Good romantic elements can’t overcome a weak suspense story and characters who are hauling around more baggage than cross dressers on a world tour.
Maggie Chantel has been “running from reality for a year.” Her marriage is over, destroyed when her husband refused to believe that his business partner, Brent Templeton, tried to rape Maggie in their home. Her sister is dead, and no one wants to believe that Brent debased and killed her after Maggie rejected him. Maggie has created such a fuss, though, seeking justice for her sister that no one wants to hire the personal trainer. Unable to get work, she steals Brent’s young dog (also a target of abuse) and leaves town.
Maggie has no reason to believe anyone is after her, so she’s not really on the run from anything in particular except her guilt and despondency. After about a year, she lands in a small town on Lake Michigan, deciding that this is where she will start a new life and, oh, by the way, overcome her fear of water.
One of the first people Maggie sees is Nick Alessandro, jogging beside the road. In addition to her appreciation of his physique (purely professional, of course), she decides that he is “prowling over the darkness in him, seeking and frustrated, and fighting the realities he’d found.” This seems like a lot to deduce just from watching the guy jog a few steps, but the book is full of people who ‘sense’ or ‘just know’ amazingly profound things about each other.
She’s right, though; Nick is a tortured man. He has spent twelve (twelve) years flagellating himself for the death of his wife and unborn child. He cannot love again - he’s too busy wallowing.
There is also a full-fledged psychic. As soon as Celeste sees Maggie, she realizes that death is approaching. Tarot card readings tell Celeste that the death will be her own, a fate she calmly accepts.
The thing I liked about this book was the romance. At first glance, Nick is the typical alpha male, barking orders and smoldering, and Maggie looks like the traditional abused female, timid and repressed. Then, our assumptions get tossed on their ear. Turns out Nick is the emotional one, and, holy smokes, he has the range of a dramatic tenor. He’s all man, don’t get me wrong, but you never have to guess what the guy’s feeling. Maggie turns out to be the closed-off one, tough, defensive, emotionally isolated, even downright insensitive. She wants great sex with no strings; he makes love to her because it’s the only intimacy she’ll share. (Plus, it’s great sex.)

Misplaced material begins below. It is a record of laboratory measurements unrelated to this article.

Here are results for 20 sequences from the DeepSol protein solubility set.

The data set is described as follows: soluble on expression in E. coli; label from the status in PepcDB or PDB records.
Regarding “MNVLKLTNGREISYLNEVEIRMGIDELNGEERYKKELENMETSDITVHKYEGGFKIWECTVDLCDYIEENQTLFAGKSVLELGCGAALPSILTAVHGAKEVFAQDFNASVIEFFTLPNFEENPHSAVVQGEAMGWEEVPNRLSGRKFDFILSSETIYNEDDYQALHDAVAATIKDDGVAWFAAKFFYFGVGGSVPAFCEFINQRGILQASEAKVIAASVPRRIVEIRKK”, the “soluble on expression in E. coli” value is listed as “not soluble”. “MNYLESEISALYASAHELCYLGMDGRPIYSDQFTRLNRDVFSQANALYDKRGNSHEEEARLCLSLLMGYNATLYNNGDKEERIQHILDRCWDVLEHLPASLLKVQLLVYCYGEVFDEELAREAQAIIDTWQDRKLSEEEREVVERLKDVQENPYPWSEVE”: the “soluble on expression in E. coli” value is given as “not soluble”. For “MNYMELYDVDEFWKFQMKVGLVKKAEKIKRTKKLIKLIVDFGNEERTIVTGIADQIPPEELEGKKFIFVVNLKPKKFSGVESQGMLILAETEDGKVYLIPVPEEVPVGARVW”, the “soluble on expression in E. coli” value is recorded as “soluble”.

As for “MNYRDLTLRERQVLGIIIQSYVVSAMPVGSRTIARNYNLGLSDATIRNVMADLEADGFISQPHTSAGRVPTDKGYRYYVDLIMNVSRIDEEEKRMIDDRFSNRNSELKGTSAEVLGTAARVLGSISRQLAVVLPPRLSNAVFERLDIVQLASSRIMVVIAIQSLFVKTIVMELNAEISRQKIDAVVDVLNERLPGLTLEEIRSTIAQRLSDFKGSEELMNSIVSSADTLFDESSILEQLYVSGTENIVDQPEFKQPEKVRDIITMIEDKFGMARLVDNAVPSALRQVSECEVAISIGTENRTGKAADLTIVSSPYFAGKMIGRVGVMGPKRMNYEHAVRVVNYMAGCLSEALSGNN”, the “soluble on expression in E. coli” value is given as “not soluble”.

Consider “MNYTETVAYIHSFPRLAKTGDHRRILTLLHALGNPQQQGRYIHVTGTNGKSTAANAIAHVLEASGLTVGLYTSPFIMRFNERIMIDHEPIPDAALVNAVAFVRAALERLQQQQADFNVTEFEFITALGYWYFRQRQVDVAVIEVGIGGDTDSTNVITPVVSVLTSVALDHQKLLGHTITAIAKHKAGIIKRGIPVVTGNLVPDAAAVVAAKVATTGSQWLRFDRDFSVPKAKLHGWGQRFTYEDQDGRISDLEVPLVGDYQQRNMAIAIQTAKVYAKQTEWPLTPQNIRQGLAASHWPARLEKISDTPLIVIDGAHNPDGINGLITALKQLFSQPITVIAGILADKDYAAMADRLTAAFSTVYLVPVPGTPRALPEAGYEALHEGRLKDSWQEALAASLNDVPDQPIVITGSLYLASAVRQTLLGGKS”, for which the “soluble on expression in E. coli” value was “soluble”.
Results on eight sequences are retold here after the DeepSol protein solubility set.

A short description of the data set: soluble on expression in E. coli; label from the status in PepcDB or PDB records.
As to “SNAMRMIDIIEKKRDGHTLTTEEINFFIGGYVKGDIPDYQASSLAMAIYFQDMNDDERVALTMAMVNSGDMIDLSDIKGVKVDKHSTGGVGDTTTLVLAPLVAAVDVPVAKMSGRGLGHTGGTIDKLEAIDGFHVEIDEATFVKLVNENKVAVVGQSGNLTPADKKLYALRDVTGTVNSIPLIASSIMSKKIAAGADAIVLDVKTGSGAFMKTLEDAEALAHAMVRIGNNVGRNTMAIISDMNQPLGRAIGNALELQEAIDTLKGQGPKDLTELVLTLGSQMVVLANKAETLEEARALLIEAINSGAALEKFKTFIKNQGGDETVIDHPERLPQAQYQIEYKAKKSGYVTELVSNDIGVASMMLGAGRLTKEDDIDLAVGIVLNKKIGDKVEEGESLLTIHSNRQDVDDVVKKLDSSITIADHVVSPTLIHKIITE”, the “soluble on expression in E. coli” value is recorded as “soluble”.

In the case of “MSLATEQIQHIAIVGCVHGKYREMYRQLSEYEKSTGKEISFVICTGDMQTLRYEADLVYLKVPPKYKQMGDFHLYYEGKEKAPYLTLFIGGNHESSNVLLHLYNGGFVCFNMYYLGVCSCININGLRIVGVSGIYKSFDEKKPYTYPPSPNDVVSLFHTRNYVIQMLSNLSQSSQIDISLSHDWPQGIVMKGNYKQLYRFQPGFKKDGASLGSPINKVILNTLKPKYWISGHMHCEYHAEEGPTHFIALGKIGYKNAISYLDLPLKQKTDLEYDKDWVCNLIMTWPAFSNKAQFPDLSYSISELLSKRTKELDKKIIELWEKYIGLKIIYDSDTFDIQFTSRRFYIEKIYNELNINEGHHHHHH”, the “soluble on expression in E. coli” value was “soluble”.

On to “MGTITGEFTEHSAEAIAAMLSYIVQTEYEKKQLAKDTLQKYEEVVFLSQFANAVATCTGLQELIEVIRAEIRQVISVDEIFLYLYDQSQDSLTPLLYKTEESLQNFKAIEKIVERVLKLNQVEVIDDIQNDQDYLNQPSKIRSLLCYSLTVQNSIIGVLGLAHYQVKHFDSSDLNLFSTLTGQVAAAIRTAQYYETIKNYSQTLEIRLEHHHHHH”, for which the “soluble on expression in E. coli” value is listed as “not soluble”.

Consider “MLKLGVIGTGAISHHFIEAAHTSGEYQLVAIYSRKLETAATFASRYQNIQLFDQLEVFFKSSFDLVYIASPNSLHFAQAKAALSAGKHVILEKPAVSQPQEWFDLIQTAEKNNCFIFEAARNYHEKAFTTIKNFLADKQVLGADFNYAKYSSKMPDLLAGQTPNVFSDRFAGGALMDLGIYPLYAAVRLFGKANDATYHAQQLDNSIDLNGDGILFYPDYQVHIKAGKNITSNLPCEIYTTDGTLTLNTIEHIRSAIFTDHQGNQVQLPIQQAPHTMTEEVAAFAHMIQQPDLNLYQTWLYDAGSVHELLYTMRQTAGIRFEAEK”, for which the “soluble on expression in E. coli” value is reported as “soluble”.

I enjoyed this role reversal; unfortunately, the result is predictable. They’re great in bed, but almost all they do out of it is wrestle for control. It makes the lust story believable, but not the love story.
It also sabotages character development. Apparently, hormones and emotional torment are the only interesting things about Nick and Maggie. We hear about them endlessly. The lust has some nice results, but the angst, with little else to leaven it, gets tedious.
The villain is equally monotonous. Every time the story switches to Brent’s point of view, we hear exactly the same thing. He hates Maggie. Maggie destroyed his life. Maggie must suffer. Maggie must die. Unfortunately, telling readers that a character is dangerous doesn’t create tension. Telling us over and over doesn’t help.
There are also far too many plot elements that go nowhere, and too much of the important stuff happens offstage only to be reported to us later. After twelve (twelve) years of guilty torment, Nick just kinda gets over it. Maggie’s fear of water disappears. Celeste ‘passes’ her psychic powers on to Maggie, and that’s the last we hear of them. A nasty secondary character has a sudden change of heart and comes to the rescue. It all makes the author’s life a lot easier, but it’s deeply unsatisfying for the reader. Rigorous editing would have done this book a world of good.
I can only recommend this book to readers who just can’t get enough angst. Those who are looking for taut suspense will be disappointed.
-- Judi McKee